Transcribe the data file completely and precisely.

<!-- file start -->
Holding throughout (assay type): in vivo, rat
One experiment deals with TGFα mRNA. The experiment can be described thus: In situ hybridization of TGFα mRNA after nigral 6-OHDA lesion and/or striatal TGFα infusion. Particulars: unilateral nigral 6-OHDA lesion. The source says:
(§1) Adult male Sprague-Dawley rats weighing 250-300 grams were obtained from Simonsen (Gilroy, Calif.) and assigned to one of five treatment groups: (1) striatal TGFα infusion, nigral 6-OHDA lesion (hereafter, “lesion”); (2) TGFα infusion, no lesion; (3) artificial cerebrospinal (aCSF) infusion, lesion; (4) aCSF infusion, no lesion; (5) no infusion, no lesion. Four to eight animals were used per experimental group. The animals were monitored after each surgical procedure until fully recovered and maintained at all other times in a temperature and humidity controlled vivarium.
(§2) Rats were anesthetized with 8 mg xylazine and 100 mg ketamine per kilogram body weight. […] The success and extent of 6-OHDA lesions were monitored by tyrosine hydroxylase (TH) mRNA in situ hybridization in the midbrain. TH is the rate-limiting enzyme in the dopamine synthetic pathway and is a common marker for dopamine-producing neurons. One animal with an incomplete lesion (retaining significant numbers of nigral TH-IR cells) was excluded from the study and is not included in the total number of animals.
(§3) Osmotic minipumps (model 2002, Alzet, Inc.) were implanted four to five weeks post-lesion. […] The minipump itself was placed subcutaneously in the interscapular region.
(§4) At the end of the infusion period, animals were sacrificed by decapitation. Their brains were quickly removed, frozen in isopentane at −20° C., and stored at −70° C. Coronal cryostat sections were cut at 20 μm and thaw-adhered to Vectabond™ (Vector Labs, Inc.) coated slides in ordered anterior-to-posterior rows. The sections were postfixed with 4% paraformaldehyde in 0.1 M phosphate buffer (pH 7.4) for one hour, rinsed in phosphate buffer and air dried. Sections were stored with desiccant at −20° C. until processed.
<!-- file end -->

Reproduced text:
Holding throughout (assay type): in vivo, rat
One experiment deals with TGFα mRNA. The experiment can be described thus: In situ hybridization of TGFα mRNA after nigral 6-OHDA lesion and/or striatal TGFα infusion. Particulars: unilateral nigral 6-OHDA lesion. The source says:
(§1) Adult male Sprague-Dawley rats weighing 250-300 grams were obtained from Simonsen (Gilroy, Calif.) and assigned to one of five treatment groups: (1) striatal TGFα infusion, nigral 6-OHDA lesion (hereafter, “lesion”); (2) TGFα infusion, no lesion; (3) artificial cerebrospinal (aCSF) infusion, lesion; (4) aCSF infusion, no lesion; (5) no infusion, no lesion. Four to eight animals were used per experimental group. The animals were monitored after each surgical procedure until fully recovered and maintained at all other times in a temperature and humidity controlled vivarium.
(§2) Rats were anesthetized with 8 mg xylazine and 100 mg ketamine per kilogram body weight. […] The success and extent of 6-OHDA lesions were monitored by tyrosine hydroxylase (TH) mRNA in situ hybridization in the midbrain. TH is the rate-limiting enzyme in the dopamine synthetic pathway and is a common marker for dopamine-producing neurons. One animal with an incomplete lesion (retaining significant numbers of nigral TH-IR cells) was excluded from the study and is not included in the total number of animals.
(§3) Osmotic minipumps (model 2002, Alzet, Inc.) were implanted four to five weeks post-lesion. […] The minipump itself was placed subcutaneously in the interscapular region.
(§4) At the end of the infusion period, animals were sacrificed by decapitation. Their brains were quickly removed, frozen in isopentane at −20° C., and stored at −70° C. Coronal cryostat sections were cut at 20 μm and thaw-adhered to Vectabond™ (Vector Labs, Inc.) coated slides in ordered anterior-to-posterior rows. The sections were postfixed with 4% paraformaldehyde in 0.1 M phosphate buffer (pH 7.4) for one hour, rinsed in phosphate buffer and air dried. Sections were stored with desiccant at −20° C. until processed.